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In Praise of "Washed and Waiting"

January 11th, 2011 | 3 min read

By Andrew Walker

I'm nearing the end of Wesley Hill's recent book Washed and Waiting: Reflections on Christian Faithfulness and Homosexuality.

In a word, it's a beautifully written and painfully honest story of one young man's journey as a Christian who struggles with same-sex attraction.

While Matthew Anderson provided an excellent review here, I would like to also make a few brief comments on why the book deserves a wide reading: It provides a clarifying juxtaposition of the errors and dangers of postmodernism against a more crystalline view of the gospel. Given the aim of the book, I'm almost sure this was never Hill's intent. Still, two issues arise that are appallingly refreshing—his use of narrative and Scriptural authority.

As we're all now well acquainted with, the larger praise of such movements as the emerging church has been its emphasis on understanding the Scriptures as narrative. Sadly, what has often lacked in this discussion is the omission of biblical authority in discussions of narrative and narrative theology. What has often been apparent in the writings of emerging church leaders—and postmodernism at large— is a muddying of the waters; an either willful or accidental capitulation to ambient culture in the name of epistemic humility. What culture enshrines as normative, more left-leaning blends of the emerging church have enshrined as well.

What Hill succeeds at, however, is combining a stalwart understanding and obedience to Scripture's authority and in doing so, lays out a more venturesome and respectable narrative than any narrative that the emerging church has formulated. In a chapter titled, "A Story-Shaped Life," Hill uses the following quote: "the gospel was a 'comprehensive scheme or story [the Christians] used to structure all dimensions of existence.' And this story fueled a radical, upside-down pattern of life." He goes on to state:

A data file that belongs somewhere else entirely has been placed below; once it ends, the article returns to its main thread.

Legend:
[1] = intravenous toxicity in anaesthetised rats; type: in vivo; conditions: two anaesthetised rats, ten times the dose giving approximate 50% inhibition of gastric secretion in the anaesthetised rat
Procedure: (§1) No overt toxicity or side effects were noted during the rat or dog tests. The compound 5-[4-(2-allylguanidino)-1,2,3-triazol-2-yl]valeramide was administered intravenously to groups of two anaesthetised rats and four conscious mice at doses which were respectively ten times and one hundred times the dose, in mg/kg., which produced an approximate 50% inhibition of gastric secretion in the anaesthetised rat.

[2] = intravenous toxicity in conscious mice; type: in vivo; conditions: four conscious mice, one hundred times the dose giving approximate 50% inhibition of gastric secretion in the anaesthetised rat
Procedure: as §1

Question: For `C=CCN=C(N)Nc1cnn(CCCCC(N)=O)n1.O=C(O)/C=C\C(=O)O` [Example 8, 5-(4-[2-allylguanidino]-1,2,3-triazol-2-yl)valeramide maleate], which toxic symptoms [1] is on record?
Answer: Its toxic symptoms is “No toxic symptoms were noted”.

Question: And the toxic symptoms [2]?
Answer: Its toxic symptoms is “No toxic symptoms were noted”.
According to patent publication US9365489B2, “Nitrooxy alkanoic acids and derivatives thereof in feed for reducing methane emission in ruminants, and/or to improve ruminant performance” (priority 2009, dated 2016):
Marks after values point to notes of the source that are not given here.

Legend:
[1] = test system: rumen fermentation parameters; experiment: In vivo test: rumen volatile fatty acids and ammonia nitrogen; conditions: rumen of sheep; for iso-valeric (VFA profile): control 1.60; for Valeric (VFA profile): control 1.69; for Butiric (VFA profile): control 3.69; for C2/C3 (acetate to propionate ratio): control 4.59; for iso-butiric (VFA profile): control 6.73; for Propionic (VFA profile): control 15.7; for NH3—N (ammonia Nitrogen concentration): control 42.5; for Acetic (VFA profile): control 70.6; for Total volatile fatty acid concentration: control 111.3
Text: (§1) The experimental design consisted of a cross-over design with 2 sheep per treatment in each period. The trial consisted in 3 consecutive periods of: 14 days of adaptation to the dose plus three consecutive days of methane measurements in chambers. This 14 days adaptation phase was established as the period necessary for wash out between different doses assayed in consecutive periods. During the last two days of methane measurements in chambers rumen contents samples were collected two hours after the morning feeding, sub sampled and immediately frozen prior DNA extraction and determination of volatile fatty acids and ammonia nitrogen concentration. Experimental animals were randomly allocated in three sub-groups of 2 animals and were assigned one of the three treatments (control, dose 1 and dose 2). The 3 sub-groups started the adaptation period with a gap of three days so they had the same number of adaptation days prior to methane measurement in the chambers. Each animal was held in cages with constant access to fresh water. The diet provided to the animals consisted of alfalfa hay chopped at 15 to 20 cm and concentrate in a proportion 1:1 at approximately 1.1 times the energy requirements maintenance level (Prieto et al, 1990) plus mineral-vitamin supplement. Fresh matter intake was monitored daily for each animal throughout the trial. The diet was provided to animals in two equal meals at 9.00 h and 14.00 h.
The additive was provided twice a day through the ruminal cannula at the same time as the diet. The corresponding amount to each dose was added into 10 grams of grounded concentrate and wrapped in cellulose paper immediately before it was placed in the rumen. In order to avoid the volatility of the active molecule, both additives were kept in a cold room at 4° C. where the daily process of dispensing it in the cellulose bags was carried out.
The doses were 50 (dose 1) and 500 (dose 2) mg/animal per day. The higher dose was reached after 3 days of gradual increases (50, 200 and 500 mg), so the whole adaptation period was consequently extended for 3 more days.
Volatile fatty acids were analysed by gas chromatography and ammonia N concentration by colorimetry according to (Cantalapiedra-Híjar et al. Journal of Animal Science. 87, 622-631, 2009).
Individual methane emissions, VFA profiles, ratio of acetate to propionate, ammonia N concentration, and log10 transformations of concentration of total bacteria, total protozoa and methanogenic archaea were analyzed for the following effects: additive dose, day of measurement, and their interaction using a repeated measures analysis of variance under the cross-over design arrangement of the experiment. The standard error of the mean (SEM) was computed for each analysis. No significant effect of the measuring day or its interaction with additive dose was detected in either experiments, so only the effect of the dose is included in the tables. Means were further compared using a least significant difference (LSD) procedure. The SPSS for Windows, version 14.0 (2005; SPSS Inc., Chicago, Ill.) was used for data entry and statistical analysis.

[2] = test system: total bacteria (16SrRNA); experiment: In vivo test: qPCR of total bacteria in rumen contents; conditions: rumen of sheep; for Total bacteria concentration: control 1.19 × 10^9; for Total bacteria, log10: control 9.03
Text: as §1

Instead, it is, I think, those texts and traditions and teaching as I see them from within the true story of what God has done in Jesus Christ—and the whole perspective on life and the world that flows from that story, as expressed definitively in Scripture. Like a piece from a jigsaw puzzle finally locked into its rightful place, the Bible the church's no to homosexual behavior makes sense to me—it has the ring of truth, as J.B. Phillips once said of the New Testament—when I look at it as one piece within the larger Christian narrative. I abstain from homosexual behavior because of the power of that scriptural story.

Seeing that the gospel demands an upside-down ethic and further, that the gospel demands obedience to the point of affliction, Hill places his struggle with homosexual desire as a staple of faithfulness, not faithlessness; that he "must struggle to subordinate [his] desires for sex to the gospel's demands for purity." I can hardly think of a more appropriate summary of every Christian's struggle with sexual sin.

In this gospel, he states, we get "a fiercely demanding love, a divine love that will never let us escape from its purifying, renovating, and ultimately healing grip."

In all of this, Hill recognizes that obedience and sacrifice results not in lamentable longings for sexual release, but in becoming more fully alive as an individual dependent upon Christ.

In several parts of the book, Hill expresses sympathy with mainstream animus toward certain passages pertaining to sexuality. To willfully abstain from what seems natural is insane to our culture. Regardless, Hill displays an unflinching obedience and confidence that Scripture's narrative will be more than sufficient to wash and redeem him on the day of Resurrection.

Perhaps the comparison to the emerging church movement is a bit 2008-ish. I don't know. What is clear, though, is that the ever-present postmodern laxity towards just about anything has met its match in Hill's book where self-denial in the pursuit of truth, obedience, and redemption seems far more alluring (and biblical, I might add).

If I can put any book on someone's reading list that is both richly theological, spiritually uplifting, and culturally relevant, it would be Hill's book for sure. It's not a perfect book. But it's good, very good.

Readers, do your pastors and youth ministers a favor and purchase a copy of this book. Hill's substance is the stuff that gives gravitas to serious evangelical reflection on culturally sensitive issues.

Andrew Walker

Andrew T. Walker is an Associate Professor of Christian Ethics at The Southern Baptist Theological Seminary.